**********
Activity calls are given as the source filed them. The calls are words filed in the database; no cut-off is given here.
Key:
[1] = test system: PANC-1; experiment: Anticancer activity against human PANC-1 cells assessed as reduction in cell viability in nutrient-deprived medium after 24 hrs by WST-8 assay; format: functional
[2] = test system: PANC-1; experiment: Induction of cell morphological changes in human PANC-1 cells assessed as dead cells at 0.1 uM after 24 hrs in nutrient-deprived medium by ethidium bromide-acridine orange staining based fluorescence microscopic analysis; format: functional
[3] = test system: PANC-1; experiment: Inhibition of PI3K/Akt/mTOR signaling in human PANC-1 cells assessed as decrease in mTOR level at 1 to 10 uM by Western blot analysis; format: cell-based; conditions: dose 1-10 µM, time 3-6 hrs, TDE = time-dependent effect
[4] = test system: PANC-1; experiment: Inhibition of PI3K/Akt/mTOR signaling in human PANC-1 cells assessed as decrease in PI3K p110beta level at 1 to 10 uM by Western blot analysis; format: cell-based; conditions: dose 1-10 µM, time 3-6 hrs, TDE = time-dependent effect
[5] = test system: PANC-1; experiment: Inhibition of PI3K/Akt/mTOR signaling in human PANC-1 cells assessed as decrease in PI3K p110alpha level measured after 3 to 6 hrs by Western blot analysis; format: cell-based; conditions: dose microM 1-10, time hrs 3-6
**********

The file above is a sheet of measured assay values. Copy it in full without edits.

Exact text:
Activity calls are given as the source filed them. The calls are words filed in the database; no cut-off is given here.
Key:
[1] = test system: PANC-1; experiment: Anticancer activity against human PANC-1 cells assessed as reduction in cell viability in nutrient-deprived medium after 24 hrs by WST-8 assay; format: functional
[2] = test system: PANC-1; experiment: Induction of cell morphological changes in human PANC-1 cells assessed as dead cells at 0.1 uM after 24 hrs in nutrient-deprived medium by ethidium bromide-acridine orange staining based fluorescence microscopic analysis; format: functional
[3] = test system: PANC-1; experiment: Inhibition of PI3K/Akt/mTOR signaling in human PANC-1 cells assessed as decrease in mTOR level at 1 to 10 uM by Western blot analysis; format: cell-based; conditions: dose 1-10 µM, time 3-6 hrs, TDE = time-dependent effect
[4] = test system: PANC-1; experiment: Inhibition of PI3K/Akt/mTOR signaling in human PANC-1 cells assessed as decrease in PI3K p110beta level at 1 to 10 uM by Western blot analysis; format: cell-based; conditions: dose 1-10 µM, time 3-6 hrs, TDE = time-dependent effect
[5] = test system: PANC-1; experiment: Inhibition of PI3K/Akt/mTOR signaling in human PANC-1 cells assessed as decrease in PI3K p110alpha level measured after 3 to 6 hrs by Western blot analysis; format: cell-based; conditions: dose microM 1-10, time hrs 3-6